Victoria exporting housing to the U.S.

Re: “Four-plex to get new life across the strait,” May 5.

 

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What’s wrong with this picture?

Port Townsend, Washington, gets the Carmel, a lovely affordable building with hardwood floors and spacious apartments, “in excellent shape” according to its city manager. Victoria gets another poorly planned condo-mondo block with million-dollar upper-storey units.

Victoria Mayor Lisa Helps says she’s “baffled.” Well, here’s an unbaffling: We can’t have affordable housing in this city if we keep tearing it down.

For generations, Victoria developed gradually with the consensus that we would manage growth and keep the best of the city’s natural and built environment. That’s why we’re still a place people all over the world want to visit and live in.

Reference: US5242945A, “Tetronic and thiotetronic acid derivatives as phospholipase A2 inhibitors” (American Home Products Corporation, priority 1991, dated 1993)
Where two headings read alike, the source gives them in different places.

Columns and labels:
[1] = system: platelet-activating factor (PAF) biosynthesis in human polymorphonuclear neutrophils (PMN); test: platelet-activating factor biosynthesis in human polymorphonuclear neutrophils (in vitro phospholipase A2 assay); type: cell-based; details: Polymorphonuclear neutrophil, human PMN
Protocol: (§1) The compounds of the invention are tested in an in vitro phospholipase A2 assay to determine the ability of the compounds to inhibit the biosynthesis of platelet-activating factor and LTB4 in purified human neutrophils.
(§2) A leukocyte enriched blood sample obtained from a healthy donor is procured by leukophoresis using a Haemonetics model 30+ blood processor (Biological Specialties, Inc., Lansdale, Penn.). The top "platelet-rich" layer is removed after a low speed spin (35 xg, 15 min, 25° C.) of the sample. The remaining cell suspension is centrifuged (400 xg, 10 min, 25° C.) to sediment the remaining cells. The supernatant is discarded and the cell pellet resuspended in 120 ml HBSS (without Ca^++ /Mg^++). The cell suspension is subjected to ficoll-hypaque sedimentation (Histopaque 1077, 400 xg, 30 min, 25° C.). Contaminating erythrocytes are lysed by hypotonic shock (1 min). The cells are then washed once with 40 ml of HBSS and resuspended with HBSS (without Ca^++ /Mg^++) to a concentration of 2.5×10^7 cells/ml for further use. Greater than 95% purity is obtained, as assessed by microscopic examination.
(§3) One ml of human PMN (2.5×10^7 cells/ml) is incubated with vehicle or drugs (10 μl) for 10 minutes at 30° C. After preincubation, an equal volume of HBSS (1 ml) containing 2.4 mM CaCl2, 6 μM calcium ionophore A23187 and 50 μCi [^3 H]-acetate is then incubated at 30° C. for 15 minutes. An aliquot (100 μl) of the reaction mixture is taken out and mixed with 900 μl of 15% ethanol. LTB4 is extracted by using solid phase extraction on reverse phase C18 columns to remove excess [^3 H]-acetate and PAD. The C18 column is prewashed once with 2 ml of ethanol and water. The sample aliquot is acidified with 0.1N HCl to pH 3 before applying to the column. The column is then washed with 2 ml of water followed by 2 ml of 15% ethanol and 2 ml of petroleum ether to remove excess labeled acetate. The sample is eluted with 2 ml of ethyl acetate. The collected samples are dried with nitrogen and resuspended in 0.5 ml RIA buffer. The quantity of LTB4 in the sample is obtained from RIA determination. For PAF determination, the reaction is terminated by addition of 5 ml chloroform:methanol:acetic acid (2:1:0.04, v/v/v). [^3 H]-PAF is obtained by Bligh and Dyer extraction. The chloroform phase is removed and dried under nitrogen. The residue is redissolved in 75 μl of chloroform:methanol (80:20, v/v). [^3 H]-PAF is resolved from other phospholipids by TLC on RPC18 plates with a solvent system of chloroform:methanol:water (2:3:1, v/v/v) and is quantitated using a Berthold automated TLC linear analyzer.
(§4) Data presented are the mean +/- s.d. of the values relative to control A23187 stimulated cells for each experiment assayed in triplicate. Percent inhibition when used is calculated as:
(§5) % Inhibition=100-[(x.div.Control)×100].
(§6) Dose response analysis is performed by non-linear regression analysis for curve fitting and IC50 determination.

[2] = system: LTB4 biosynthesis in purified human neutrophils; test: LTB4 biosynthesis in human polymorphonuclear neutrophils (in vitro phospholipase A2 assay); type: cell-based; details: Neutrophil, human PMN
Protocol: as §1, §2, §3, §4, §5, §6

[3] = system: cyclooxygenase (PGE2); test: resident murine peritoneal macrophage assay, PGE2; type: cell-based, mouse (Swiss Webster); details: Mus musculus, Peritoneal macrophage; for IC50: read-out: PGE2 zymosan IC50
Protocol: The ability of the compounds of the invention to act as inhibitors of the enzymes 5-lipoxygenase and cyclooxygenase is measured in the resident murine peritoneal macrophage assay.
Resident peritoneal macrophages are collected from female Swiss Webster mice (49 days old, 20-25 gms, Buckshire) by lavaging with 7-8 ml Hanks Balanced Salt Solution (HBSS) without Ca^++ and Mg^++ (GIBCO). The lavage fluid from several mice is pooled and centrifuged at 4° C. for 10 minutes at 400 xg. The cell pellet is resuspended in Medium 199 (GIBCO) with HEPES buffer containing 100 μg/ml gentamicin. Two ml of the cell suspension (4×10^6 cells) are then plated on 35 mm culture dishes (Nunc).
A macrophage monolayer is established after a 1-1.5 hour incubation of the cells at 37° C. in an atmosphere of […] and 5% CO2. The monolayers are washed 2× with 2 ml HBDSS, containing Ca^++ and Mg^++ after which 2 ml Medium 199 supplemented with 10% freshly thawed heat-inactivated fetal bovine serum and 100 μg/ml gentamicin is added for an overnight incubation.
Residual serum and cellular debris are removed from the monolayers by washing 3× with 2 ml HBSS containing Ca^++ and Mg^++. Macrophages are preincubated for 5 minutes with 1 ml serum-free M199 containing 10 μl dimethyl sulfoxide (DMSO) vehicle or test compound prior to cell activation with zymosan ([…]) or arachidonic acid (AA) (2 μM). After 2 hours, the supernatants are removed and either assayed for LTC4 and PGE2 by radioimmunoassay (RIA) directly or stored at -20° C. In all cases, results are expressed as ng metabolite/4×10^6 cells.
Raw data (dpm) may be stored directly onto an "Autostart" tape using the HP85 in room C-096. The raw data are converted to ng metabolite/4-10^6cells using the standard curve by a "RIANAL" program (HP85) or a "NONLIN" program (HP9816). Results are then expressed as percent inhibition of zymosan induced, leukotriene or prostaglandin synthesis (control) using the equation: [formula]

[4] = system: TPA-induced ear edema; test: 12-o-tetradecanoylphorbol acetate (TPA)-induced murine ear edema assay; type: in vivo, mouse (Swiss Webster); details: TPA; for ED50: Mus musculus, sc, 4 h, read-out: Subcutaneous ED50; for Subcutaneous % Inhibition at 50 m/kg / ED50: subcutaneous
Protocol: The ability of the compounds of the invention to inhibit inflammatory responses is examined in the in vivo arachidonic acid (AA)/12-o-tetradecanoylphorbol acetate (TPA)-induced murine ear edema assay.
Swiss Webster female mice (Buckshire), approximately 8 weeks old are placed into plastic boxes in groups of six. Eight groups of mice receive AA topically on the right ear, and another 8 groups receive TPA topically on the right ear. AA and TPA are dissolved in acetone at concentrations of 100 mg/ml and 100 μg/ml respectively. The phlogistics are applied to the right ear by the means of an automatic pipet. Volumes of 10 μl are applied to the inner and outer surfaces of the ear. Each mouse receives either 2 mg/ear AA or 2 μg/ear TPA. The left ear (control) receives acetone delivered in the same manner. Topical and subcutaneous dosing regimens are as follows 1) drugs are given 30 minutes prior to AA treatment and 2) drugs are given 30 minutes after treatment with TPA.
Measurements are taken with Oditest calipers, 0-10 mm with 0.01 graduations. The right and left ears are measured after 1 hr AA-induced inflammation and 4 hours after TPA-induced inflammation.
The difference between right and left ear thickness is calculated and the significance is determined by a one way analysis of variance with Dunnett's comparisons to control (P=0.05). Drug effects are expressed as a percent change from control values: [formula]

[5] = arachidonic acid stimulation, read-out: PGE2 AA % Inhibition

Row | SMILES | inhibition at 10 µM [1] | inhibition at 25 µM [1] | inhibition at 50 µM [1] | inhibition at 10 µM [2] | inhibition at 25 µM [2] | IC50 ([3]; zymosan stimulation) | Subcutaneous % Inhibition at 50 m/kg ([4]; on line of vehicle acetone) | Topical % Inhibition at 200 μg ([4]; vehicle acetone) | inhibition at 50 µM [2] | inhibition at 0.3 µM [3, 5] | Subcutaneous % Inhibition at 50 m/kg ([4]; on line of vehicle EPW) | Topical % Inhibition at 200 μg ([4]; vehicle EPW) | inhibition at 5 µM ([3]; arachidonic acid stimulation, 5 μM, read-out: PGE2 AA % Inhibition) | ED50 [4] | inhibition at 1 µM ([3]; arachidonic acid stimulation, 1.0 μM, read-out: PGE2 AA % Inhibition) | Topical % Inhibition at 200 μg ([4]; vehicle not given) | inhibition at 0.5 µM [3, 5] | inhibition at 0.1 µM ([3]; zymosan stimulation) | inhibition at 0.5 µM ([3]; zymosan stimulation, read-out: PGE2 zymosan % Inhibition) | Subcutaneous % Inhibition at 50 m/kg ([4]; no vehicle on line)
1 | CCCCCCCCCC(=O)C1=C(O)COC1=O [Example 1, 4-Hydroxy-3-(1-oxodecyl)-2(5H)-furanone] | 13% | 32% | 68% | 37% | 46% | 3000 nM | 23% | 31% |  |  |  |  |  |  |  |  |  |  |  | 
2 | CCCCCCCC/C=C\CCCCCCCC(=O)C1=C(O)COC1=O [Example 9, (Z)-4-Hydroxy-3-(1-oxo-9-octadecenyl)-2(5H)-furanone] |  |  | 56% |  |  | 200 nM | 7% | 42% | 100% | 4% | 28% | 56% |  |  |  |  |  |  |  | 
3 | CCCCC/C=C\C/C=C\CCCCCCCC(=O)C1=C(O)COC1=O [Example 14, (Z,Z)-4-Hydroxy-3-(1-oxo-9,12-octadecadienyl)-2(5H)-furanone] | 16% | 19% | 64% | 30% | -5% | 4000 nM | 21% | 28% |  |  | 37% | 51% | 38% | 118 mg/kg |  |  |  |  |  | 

But the current council and planning department seem to be captivated by development. How high? How fast? How poorly planned and inappropriate to the neighbourhood? Build it!

The more new development we approve, the more unaffordable housing becomes. That’s because much of it is about financing, investment, money looking for a safe harbour — not about housing people. Next up, I’m told, are $10-million suites in the old Customs House on the Inner Harbour.

Meanwhile, the folks in Port Townsend will welcome the Carmel to its shores. When it’s in place, the final cost will be under $100,000 per unit.

“You can’t build new construction of this quality for that,” said volunteer Mark Blatter.

Victoria’s poorly housed can take the ferry to PT to visit this beautiful old building that other people will be living in.

 

Sid Tafler

Victoria

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